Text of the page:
New Poll: Internet Censorship Is Gov’t and Social Media Responsibility

News: US News
by Rodney Pelletier  •  •  December 19, 2016   

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DETROIT ( - Information gatekeepers complain people are being inundated with fake news, and many Americans think something should be done about it.

The new mainstream media fury over so-called fake news has become one of the most important social issues of 2016. A new poll, however, shows Americans are divided as to whom should be responsible for fighting it, if at all.

The poll is disclosing that nearly half of Americans believe fake news is having great impact on what people think. It also reveals that nearly 40 percent believe they can sort out the difference between true and false news stories.

Fake news is not a new phenomenon. Thomas Jefferson complained in 1807, "Nothing can now be believed which is seen in a newspaper. Truth itself becomes suspicious by being put into that polluted vehicle."

Even before that, from the time Gutenberg invented the printing press, people used the printed media to promote an agenda.

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In about 20 years the number of people in the world with access to the internet has increased from less than one percent to about 40 percent of the world — nearly 4 billion people. With technologically advanced cameras, computers and equipment at significantly more affordable prices now, just about anybody can send their slightest thought instantly across the world.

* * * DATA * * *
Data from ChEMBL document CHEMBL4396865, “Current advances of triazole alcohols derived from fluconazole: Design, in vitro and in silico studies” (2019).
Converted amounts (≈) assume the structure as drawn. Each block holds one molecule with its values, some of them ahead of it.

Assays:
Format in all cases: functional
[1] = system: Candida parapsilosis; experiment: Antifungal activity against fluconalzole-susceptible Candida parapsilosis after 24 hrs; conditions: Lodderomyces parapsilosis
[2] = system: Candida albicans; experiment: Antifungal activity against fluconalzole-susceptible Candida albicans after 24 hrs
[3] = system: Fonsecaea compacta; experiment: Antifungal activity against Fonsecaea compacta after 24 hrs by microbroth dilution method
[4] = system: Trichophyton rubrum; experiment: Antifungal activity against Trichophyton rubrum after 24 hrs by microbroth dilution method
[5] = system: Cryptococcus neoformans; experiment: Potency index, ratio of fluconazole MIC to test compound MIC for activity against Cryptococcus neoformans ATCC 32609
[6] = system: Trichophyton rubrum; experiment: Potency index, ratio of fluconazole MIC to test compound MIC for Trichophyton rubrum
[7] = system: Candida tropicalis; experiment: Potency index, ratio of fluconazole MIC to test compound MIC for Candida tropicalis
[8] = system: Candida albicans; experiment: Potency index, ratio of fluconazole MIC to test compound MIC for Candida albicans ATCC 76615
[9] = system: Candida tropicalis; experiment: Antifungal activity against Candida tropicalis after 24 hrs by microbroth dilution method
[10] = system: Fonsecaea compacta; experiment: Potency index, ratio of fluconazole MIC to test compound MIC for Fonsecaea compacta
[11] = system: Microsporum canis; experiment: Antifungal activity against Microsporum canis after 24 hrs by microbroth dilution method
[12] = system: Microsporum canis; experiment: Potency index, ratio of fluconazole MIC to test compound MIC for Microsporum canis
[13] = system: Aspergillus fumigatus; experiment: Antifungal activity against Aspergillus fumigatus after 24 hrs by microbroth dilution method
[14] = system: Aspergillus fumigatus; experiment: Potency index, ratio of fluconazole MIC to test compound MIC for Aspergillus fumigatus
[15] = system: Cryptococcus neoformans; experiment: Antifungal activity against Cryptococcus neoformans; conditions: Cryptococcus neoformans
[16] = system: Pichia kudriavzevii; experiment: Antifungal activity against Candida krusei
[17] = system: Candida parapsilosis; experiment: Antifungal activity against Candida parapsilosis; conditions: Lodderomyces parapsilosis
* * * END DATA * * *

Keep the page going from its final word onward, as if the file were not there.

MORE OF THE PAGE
The establishment media, however, is not going quietly into the night. Despite the fact that for years it has pushed not only shoddy journalism but outright fake news, it is labeling "citizen journalists" and newer news organizations like Breitbart, World Net Daily and many others as "fake news" in an effort to preserve its influence.

President Barack Obama commented on November 17, "If we are not serious about facts and what's true and what's not, and particularly in an age of social media where so many people are getting their information in sound bites and snippets off their phones, if we can't discriminate between serious arguments and propaganda, then we have problems."

After having lost the presidential election, Hillary Clinton remarked, "It is now clear that so-called fake news can have real-world consequences," she said. "This is not about politics or partisanship. Lives are at risk — lives of ordinary people just trying to go about their days and do their jobs, contribute to their communities. It is a danger that must be addressed and addressed quickly."

The problem is that the people and organizations who have had the information monopoly are the ones maintaining they will help people by sorting truth from lies.

The owners of Facebook and Twitter have pledged to sort truth from lies for their readers. It was announced recently that ABC News, the Washington Post, Politico, Snopes, the International Fact-Checking Network (IFCN) funded by George Soros, and other political progressives will police social media news stories.

Nearly 85 percent of people, however, believe they can identify whether news is true or false with only six percent not at all confident. Almost half of people believe it's the responsibility of government or social networking websites to filter fake news.


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